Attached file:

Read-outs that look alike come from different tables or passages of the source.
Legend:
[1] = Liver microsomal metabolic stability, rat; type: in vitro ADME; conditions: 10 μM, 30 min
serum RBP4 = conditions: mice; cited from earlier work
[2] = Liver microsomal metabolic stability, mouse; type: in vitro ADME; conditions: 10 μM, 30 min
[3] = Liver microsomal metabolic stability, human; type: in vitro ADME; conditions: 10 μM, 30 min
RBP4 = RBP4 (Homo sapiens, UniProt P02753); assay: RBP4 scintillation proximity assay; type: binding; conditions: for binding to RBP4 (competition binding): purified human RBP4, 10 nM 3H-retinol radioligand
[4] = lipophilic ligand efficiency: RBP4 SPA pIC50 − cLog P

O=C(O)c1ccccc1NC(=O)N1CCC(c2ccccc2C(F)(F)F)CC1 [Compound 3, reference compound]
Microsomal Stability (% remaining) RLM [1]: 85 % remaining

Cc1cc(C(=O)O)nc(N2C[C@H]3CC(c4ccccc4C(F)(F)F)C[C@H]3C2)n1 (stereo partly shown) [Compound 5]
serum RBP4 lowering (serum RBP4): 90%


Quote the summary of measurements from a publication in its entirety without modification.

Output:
Read-outs that look alike come from different tables or passages of the source.
Legend:
[1] = Liver microsomal metabolic stability, rat; type: in vitro ADME; conditions: 10 μM, 30 min
serum RBP4 = conditions: mice; cited from earlier work
[2] = Liver microsomal metabolic stability, mouse; type: in vitro ADME; conditions: 10 μM, 30 min
[3] = Liver microsomal metabolic stability, human; type: in vitro ADME; conditions: 10 μM, 30 min
RBP4 = RBP4 (Homo sapiens, UniProt P02753); assay: RBP4 scintillation proximity assay; type: binding; conditions: for binding to RBP4 (competition binding): purified human RBP4, 10 nM 3H-retinol radioligand
[4] = lipophilic ligand efficiency: RBP4 SPA pIC50 − cLog P

O=C(O)c1ccccc1NC(=O)N1CCC(c2ccccc2C(F)(F)F)CC1 [Compound 3, reference compound]
Microsomal Stability (% remaining) RLM [1]: 85 % remaining

Cc1cc(C(=O)O)nc(N2C[C@H]3CC(c4ccccc4C(F)(F)F)C[C@H]3C2)n1 (stereo partly shown) [Compound 5]
serum RBP4 lowering (serum RBP4): 90%